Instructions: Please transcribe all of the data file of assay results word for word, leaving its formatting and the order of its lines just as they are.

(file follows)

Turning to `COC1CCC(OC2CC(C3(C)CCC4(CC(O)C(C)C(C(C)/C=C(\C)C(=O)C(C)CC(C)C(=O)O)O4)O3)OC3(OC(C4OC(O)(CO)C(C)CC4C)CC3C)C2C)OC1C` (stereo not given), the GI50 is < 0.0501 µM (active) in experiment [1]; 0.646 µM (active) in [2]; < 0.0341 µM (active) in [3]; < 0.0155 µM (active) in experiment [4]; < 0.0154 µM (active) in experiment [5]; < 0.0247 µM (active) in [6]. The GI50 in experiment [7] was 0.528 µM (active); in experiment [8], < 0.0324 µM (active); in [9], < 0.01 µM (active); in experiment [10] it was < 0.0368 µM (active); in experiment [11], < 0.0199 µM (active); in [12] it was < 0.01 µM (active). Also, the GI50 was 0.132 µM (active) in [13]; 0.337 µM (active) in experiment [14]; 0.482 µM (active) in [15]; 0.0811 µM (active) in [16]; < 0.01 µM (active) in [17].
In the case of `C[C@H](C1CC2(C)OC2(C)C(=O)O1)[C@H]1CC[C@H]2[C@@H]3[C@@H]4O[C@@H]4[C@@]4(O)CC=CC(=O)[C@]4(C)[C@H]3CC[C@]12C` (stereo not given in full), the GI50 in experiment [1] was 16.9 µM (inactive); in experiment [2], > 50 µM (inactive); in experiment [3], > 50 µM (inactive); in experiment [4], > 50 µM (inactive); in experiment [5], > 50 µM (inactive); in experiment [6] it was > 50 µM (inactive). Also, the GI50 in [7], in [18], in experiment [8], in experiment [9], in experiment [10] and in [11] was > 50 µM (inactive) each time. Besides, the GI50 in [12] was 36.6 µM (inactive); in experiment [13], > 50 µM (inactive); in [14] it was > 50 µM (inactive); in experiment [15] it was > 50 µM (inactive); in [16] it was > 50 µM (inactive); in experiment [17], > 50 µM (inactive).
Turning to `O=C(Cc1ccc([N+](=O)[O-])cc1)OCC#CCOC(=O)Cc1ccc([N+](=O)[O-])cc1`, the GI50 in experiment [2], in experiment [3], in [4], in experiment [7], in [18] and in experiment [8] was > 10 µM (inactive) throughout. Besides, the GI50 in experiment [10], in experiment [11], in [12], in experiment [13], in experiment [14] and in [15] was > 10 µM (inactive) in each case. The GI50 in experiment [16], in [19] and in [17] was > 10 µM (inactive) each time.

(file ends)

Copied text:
Turning to `COC1CCC(OC2CC(C3(C)CCC4(CC(O)C(C)C(C(C)/C=C(\C)C(=O)C(C)CC(C)C(=O)O)O4)O3)OC3(OC(C4OC(O)(CO)C(C)CC4C)CC3C)C2C)OC1C` (stereo not given), the GI50 is < 0.0501 µM (active) in experiment [1]; 0.646 µM (active) in [2]; < 0.0341 µM (active) in [3]; < 0.0155 µM (active) in experiment [4]; < 0.0154 µM (active) in experiment [5]; < 0.0247 µM (active) in [6]. The GI50 in experiment [7] was 0.528 µM (active); in experiment [8], < 0.0324 µM (active); in [9], < 0.01 µM (active); in experiment [10] it was < 0.0368 µM (active); in experiment [11], < 0.0199 µM (active); in [12] it was < 0.01 µM (active). Also, the GI50 was 0.132 µM (active) in [13]; 0.337 µM (active) in experiment [14]; 0.482 µM (active) in [15]; 0.0811 µM (active) in [16]; < 0.01 µM (active) in [17].
In the case of `C[C@H](C1CC2(C)OC2(C)C(=O)O1)[C@H]1CC[C@H]2[C@@H]3[C@@H]4O[C@@H]4[C@@]4(O)CC=CC(=O)[C@]4(C)[C@H]3CC[C@]12C` (stereo not given in full), the GI50 in experiment [1] was 16.9 µM (inactive); in experiment [2], > 50 µM (inactive); in experiment [3], > 50 µM (inactive); in experiment [4], > 50 µM (inactive); in experiment [5], > 50 µM (inactive); in experiment [6] it was > 50 µM (inactive). Also, the GI50 in [7], in [18], in experiment [8], in experiment [9], in experiment [10] and in [11] was > 50 µM (inactive) each time. Besides, the GI50 in [12] was 36.6 µM (inactive); in experiment [13], > 50 µM (inactive); in [14] it was > 50 µM (inactive); in experiment [15] it was > 50 µM (inactive); in [16] it was > 50 µM (inactive); in experiment [17], > 50 µM (inactive).
Turning to `O=C(Cc1ccc([N+](=O)[O-])cc1)OCC#CCOC(=O)Cc1ccc([N+](=O)[O-])cc1`, the GI50 in experiment [2], in experiment [3], in [4], in experiment [7], in [18] and in experiment [8] was > 10 µM (inactive) throughout. Besides, the GI50 in experiment [10], in experiment [11], in [12], in experiment [13], in experiment [14] and in [15] was > 10 µM (inactive) in each case. The GI50 in experiment [16], in [19] and in [17] was > 10 µM (inactive) each time.